Jeremy Vernon, a director at Core Fulfilment, discusses how manufacturers are learning from retailers as a growing number choose to sell products directly.
Selling has traditionally been left in the hands of the retailer. Manufacturers make the products and someone else sells them. But, the boundaries between these roles is becoming more blurred. Increasingly, manufacturers are realising that they have a lot to gain by selling directly to their customers rather than relying entirely on retailers and wholesalers. There are a few barriers to get through however, in order to get it right.
Often manufacturers are not able to realise the true value of a surge in demand for their products, as a significant proportion of the profits will be taken by the retail channel. Of course, manufacturers will always need retailers as part of their selling and marketing strategies as they play a crucial part in helping a brand to sustain a presence on the high street. This is why so many manufacturers are wary of upsetting this well-established relationship. However, selling direct simply opens up another channel from which to sell to the consumer – which, if handled correctly, does not have to interfere with existing relationships and agreements.
Manufacturers are often surprised to learn that you don’t need to be the cheapest, or undercut the retailer, to make direct work. Choosing not to compete will not only help to pacify any retailer concerns but can also have a positive impact on the way your products are perceived by the consumer. Selling a higher value product exclusively from you as the manufacturer, for example, will open up a new option for existing customers whilst potentially attracting a new audience that hasn’t bought your products before.
Clearly, one of the main advantages of selling directly is being able to establish a new revenue stream for your business, but further benefits to be gained include:
• Helping to build brand awareness
• Facilitating better customer engagement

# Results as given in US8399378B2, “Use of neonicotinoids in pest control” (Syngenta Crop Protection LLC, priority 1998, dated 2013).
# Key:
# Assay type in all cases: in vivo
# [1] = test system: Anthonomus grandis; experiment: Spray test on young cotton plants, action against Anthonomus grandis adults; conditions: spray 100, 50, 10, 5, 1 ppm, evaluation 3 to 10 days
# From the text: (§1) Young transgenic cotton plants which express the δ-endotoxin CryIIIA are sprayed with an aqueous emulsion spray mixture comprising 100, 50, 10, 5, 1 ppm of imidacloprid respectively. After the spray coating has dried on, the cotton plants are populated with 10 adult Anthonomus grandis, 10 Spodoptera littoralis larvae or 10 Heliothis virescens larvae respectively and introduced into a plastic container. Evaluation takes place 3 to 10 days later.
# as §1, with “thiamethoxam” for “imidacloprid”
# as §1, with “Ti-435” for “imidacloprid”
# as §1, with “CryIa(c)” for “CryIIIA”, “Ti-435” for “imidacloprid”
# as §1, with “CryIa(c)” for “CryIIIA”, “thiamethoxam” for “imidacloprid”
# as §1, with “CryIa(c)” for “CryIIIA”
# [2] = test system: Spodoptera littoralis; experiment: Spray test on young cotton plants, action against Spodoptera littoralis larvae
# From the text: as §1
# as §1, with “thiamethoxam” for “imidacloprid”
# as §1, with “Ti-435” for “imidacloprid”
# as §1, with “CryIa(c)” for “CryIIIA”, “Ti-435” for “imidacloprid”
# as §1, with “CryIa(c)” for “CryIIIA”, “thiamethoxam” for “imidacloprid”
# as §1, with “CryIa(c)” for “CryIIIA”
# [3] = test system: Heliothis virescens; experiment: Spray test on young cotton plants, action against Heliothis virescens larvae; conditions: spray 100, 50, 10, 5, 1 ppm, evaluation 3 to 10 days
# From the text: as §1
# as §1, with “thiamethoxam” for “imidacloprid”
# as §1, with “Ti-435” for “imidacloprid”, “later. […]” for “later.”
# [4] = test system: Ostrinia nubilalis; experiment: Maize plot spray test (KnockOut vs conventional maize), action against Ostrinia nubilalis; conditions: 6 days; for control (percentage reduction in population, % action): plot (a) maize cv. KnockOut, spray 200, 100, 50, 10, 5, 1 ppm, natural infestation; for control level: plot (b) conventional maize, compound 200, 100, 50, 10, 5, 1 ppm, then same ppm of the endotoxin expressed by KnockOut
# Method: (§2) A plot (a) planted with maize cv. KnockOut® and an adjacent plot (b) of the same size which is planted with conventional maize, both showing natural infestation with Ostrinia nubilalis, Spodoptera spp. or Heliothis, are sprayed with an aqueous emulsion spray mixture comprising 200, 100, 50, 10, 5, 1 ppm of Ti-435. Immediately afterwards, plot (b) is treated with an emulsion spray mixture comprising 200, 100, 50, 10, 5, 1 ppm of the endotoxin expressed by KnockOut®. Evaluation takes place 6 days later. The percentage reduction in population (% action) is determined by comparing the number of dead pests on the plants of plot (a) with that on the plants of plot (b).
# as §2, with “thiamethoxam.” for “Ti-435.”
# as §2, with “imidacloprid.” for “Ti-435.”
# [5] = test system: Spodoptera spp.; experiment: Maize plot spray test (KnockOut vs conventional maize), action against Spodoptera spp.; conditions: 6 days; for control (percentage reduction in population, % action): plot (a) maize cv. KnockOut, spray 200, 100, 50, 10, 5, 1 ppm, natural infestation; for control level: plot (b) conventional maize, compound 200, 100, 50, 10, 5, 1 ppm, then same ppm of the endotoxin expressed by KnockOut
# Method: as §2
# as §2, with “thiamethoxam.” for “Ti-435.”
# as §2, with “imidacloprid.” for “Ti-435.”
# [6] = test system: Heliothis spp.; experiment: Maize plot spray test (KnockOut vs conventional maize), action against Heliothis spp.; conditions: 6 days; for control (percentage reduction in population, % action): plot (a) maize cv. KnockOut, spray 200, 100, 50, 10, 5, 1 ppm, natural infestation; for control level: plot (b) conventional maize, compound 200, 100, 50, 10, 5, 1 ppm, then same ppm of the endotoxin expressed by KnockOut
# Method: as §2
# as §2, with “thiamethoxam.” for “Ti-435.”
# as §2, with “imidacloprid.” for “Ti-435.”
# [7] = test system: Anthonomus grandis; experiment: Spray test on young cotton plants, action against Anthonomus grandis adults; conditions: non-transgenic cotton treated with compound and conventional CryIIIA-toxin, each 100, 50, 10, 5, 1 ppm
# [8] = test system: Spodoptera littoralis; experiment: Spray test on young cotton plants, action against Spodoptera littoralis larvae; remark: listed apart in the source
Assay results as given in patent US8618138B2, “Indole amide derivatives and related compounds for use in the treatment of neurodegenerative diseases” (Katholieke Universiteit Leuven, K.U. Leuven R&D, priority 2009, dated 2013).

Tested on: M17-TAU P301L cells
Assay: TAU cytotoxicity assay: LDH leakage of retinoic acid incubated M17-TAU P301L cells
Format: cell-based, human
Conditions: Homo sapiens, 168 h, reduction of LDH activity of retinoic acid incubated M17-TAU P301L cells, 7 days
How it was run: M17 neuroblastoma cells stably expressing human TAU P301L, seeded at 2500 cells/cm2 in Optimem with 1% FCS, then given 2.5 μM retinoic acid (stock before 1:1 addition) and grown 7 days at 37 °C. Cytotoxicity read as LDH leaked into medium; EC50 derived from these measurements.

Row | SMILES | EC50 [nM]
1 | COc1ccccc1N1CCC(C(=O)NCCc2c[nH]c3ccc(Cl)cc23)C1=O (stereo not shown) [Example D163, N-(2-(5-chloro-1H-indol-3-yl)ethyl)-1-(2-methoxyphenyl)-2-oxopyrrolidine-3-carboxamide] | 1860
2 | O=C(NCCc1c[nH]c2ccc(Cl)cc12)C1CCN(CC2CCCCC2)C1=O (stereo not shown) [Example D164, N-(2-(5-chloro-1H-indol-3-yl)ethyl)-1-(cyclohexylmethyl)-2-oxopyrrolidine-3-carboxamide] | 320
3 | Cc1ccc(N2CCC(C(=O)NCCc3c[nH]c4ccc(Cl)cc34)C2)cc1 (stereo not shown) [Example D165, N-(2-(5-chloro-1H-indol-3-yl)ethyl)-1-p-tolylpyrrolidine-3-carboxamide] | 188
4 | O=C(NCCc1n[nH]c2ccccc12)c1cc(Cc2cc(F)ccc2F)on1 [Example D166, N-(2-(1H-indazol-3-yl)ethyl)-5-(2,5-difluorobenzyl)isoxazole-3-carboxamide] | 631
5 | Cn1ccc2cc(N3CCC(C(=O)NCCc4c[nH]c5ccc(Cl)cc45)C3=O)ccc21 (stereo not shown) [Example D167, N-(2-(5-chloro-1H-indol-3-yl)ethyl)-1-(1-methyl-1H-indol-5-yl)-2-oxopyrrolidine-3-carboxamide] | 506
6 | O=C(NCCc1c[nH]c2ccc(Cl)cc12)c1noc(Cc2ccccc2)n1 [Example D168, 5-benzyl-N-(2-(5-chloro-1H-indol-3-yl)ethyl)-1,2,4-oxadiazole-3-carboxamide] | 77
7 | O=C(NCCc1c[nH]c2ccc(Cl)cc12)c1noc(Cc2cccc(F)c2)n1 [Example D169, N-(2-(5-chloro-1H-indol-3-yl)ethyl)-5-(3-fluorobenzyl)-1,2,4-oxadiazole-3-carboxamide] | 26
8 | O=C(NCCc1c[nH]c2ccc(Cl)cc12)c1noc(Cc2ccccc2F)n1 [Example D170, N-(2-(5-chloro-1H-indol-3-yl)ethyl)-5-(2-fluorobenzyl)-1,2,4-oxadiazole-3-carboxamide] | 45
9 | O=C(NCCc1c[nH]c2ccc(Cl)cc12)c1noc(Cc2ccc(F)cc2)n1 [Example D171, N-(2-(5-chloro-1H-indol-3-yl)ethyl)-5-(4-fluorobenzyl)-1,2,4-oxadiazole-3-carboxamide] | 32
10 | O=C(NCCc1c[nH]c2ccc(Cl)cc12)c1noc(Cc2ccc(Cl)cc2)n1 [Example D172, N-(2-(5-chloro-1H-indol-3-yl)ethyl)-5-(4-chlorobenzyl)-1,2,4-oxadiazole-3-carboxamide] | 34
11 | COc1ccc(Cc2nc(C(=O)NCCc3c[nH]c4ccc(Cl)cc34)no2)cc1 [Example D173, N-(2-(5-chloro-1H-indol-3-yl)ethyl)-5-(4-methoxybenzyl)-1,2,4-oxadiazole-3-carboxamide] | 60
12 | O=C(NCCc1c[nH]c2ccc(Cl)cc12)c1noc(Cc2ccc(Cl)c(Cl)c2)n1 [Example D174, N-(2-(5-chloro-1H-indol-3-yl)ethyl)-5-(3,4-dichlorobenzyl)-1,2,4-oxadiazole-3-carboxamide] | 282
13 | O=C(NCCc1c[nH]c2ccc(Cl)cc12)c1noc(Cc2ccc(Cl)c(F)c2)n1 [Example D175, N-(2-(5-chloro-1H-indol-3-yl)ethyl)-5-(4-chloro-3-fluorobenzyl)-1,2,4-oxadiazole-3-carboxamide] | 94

• Building relationships with customers directly
• Obtaining customer feedback and using it to improve products and services
• Helping to increase brand loyalty
The problem for many manufacturers, of course, is that they don’t have ecommerce experience so aren’t sure how to undertake the opening of this channel. Fortunately there are businesses out there that can offer advice and handle the logistics of selling on the manufacturers behalf. In the meantime, here are my top tips for manufacturers to bear in mind when starting out online.
Before doing anything, if you don’t already, it’s important to have a firm grasp of who your current customers are as well as who you want them to be in the future.
It’s crucial to work out the costs involved in introducing this new channel into your existing processes. It’s likely that you will eventually need to outsource some of these processes as the channel develops. Make sure you shop around varying delivery and fulfilment partners to get the best price and practice for your business.
Build customer loyalty – be open about how and where your products are made. Despite the economic downturn there has been a growing interest in a product’s provenance and heritage in a bid to support the British economy.
Make sure you have a website that functions well and is easy to navigate – if you don’t get this right customers will be reluctant to buy.
Make sure you have the right customer service systems in place including the ability to deal with complaints swiftly and effectively. Ensure existing staff learn know the difference dealing with an end-consumer versus a wholesaler.
If you’re opting for the co-operative approach with your existing retailers, be open with them about what you’re planning to do. Explain that this new channel offers you a new demographic and outline how it can be mutually beneficial. For example, by working together with your retailer you may be able to offer click and collect from their store as an additional way of getting people through their doors. You could also advertise this service and therefore there store on your website.
Some manufacturers will feel uncomfortable being so open about the fact they’re selling direct, but there is solution for this. Many have simply set up an ecommerce site without their company branding associated with it, which allows them to sell to consumers in a more neutral way.
Try it out
You can test new services on a small scale first to see how it goes down with customers – which removes the risk factor to some extent. After your trial period, be sure to survey customers on how they found the service so you can make all the necessary improvements before rolling out on a larger scale.